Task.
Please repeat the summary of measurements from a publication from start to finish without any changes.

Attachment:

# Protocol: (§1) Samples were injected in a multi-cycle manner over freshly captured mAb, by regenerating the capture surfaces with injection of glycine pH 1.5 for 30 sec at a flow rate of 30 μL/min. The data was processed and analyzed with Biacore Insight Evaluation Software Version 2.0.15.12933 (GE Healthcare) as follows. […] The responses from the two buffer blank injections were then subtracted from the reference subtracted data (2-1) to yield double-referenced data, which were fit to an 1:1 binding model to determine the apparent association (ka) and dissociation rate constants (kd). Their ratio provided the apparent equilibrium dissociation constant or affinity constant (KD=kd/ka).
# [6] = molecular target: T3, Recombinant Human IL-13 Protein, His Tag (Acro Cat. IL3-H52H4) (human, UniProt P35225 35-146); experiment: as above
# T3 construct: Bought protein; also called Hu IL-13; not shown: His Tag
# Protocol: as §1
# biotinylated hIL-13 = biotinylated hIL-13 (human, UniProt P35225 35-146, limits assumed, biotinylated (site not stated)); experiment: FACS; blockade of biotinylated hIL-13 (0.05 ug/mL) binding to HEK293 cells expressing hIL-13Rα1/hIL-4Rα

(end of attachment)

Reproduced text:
# Protocol: (§1) Samples were injected in a multi-cycle manner over freshly captured mAb, by regenerating the capture surfaces with injection of glycine pH 1.5 for 30 sec at a flow rate of 30 μL/min. The data was processed and analyzed with Biacore Insight Evaluation Software Version 2.0.15.12933 (GE Healthcare) as follows. […] The responses from the two buffer blank injections were then subtracted from the reference subtracted data (2-1) to yield double-referenced data, which were fit to an 1:1 binding model to determine the apparent association (ka) and dissociation rate constants (kd). Their ratio provided the apparent equilibrium dissociation constant or affinity constant (KD=kd/ka).
# [6] = molecular target: T3, Recombinant Human IL-13 Protein, His Tag (Acro Cat. IL3-H52H4) (human, UniProt P35225 35-146); experiment: as above
# T3 construct: Bought protein; also called Hu IL-13; not shown: His Tag
# Protocol: as §1
# biotinylated hIL-13 = biotinylated hIL-13 (human, UniProt P35225 35-146, limits assumed, biotinylated (site not stated)); experiment: FACS; blockade of biotinylated hIL-13 (0.05 ug/mL) binding to HEK293 cells expressing hIL-13Rα1/hIL-4Rα